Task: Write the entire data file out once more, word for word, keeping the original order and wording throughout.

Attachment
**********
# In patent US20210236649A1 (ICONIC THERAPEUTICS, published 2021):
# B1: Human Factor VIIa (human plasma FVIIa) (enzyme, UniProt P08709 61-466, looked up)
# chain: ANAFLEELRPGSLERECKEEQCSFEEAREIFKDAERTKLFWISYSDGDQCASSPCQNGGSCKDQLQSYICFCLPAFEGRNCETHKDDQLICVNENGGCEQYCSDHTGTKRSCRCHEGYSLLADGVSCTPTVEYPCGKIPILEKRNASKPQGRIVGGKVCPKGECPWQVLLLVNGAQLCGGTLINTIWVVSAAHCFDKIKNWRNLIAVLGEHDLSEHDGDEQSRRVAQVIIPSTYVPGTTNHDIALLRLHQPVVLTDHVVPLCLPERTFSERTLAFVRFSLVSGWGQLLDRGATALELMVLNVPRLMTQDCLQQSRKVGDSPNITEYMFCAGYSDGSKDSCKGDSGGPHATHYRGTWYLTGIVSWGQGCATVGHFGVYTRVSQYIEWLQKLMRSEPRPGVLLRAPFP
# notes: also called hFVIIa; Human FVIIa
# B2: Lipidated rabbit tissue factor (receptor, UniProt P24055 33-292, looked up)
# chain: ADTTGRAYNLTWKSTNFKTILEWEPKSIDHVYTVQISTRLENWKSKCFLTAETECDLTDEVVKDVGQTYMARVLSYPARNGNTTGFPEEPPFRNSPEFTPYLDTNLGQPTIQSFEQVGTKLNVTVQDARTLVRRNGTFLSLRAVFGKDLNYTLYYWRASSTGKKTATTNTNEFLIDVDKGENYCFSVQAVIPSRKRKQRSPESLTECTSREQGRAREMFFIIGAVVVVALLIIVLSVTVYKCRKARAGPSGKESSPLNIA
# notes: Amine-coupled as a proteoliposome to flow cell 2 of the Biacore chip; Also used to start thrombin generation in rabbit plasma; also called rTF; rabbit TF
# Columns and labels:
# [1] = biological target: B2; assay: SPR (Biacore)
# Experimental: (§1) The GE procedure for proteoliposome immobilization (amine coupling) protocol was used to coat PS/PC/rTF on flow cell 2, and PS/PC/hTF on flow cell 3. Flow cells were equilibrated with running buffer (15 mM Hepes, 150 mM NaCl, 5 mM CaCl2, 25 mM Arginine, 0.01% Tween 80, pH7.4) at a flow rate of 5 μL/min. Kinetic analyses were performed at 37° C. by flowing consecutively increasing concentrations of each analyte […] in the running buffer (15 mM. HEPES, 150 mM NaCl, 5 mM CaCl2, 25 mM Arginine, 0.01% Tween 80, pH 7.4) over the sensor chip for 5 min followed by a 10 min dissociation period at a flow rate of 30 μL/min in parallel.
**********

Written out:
# In patent US20210236649A1 (ICONIC THERAPEUTICS, published 2021):
# B1: Human Factor VIIa (human plasma FVIIa) (enzyme, UniProt P08709 61-466, looked up)
# chain: ANAFLEELRPGSLERECKEEQCSFEEAREIFKDAERTKLFWISYSDGDQCASSPCQNGGSCKDQLQSYICFCLPAFEGRNCETHKDDQLICVNENGGCEQYCSDHTGTKRSCRCHEGYSLLADGVSCTPTVEYPCGKIPILEKRNASKPQGRIVGGKVCPKGECPWQVLLLVNGAQLCGGTLINTIWVVSAAHCFDKIKNWRNLIAVLGEHDLSEHDGDEQSRRVAQVIIPSTYVPGTTNHDIALLRLHQPVVLTDHVVPLCLPERTFSERTLAFVRFSLVSGWGQLLDRGATALELMVLNVPRLMTQDCLQQSRKVGDSPNITEYMFCAGYSDGSKDSCKGDSGGPHATHYRGTWYLTGIVSWGQGCATVGHFGVYTRVSQYIEWLQKLMRSEPRPGVLLRAPFP
# notes: also called hFVIIa; Human FVIIa
# B2: Lipidated rabbit tissue factor (receptor, UniProt P24055 33-292, looked up)
# chain: ADTTGRAYNLTWKSTNFKTILEWEPKSIDHVYTVQISTRLENWKSKCFLTAETECDLTDEVVKDVGQTYMARVLSYPARNGNTTGFPEEPPFRNSPEFTPYLDTNLGQPTIQSFEQVGTKLNVTVQDARTLVRRNGTFLSLRAVFGKDLNYTLYYWRASSTGKKTATTNTNEFLIDVDKGENYCFSVQAVIPSRKRKQRSPESLTECTSREQGRAREMFFIIGAVVVVALLIIVLSVTVYKCRKARAGPSGKESSPLNIA
# notes: Amine-coupled as a proteoliposome to flow cell 2 of the Biacore chip; Also used to start thrombin generation in rabbit plasma; also called rTF; rabbit TF
# Columns and labels:
# [1] = biological target: B2; assay: SPR (Biacore)
# Experimental: (§1) The GE procedure for proteoliposome immobilization (amine coupling) protocol was used to coat PS/PC/rTF on flow cell 2, and PS/PC/hTF on flow cell 3. Flow cells were equilibrated with running buffer (15 mM Hepes, 150 mM NaCl, 5 mM CaCl2, 25 mM Arginine, 0.01% Tween 80, pH7.4) at a flow rate of 5 μL/min. Kinetic analyses were performed at 37° C. by flowing consecutively increasing concentrations of each analyte […] in the running buffer (15 mM. HEPES, 150 mM NaCl, 5 mM CaCl2, 25 mM Arginine, 0.01% Tween 80, pH 7.4) over the sensor chip for 5 min followed by a 10 min dissociation period at a flow rate of 30 μL/min in parallel.